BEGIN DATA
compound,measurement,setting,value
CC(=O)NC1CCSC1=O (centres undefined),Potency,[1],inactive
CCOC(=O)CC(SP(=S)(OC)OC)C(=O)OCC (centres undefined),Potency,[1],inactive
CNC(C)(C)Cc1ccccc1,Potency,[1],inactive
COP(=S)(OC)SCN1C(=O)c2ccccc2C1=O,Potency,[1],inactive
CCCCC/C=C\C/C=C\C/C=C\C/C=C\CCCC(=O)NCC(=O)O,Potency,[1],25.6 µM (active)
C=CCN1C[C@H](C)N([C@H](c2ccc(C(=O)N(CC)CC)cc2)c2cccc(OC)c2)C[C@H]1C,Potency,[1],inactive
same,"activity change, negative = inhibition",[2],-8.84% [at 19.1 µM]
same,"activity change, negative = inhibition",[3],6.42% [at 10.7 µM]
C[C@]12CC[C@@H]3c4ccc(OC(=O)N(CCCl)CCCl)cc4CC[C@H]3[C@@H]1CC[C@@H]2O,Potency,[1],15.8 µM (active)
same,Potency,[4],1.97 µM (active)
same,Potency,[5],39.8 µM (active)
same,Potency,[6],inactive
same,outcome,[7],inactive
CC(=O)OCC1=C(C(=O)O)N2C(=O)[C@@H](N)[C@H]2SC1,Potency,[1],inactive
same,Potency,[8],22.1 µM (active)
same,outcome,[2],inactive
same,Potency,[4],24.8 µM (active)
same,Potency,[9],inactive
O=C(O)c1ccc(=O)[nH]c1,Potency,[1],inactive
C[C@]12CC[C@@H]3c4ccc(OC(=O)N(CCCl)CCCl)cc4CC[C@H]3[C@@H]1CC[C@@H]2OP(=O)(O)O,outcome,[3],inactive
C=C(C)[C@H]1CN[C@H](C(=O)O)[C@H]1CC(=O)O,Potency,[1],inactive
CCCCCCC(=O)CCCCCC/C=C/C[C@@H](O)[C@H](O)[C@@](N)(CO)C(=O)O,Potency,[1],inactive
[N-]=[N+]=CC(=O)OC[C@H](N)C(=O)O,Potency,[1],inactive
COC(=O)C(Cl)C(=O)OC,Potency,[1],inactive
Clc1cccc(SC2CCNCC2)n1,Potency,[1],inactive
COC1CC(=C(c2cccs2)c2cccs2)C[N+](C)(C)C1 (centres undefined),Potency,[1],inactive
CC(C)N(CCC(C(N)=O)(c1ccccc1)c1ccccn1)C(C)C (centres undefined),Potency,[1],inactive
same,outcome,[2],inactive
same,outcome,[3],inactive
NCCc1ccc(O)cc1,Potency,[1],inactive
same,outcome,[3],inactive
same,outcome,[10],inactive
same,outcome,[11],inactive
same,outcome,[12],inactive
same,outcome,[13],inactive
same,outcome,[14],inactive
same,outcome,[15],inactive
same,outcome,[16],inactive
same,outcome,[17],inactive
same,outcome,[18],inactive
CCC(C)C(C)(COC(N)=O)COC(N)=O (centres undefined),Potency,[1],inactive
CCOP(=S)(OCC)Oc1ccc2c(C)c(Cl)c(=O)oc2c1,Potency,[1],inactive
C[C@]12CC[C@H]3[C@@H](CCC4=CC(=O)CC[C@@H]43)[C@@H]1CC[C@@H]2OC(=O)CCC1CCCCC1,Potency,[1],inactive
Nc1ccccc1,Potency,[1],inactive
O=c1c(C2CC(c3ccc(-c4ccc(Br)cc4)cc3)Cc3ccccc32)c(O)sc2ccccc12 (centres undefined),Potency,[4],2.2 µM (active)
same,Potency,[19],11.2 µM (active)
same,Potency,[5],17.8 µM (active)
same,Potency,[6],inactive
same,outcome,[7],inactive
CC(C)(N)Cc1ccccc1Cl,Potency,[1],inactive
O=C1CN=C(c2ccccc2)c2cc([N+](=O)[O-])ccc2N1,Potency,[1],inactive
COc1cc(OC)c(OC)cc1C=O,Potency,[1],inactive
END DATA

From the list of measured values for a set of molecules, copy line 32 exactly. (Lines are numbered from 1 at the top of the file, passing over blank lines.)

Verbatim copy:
same,outcome,[3],inactive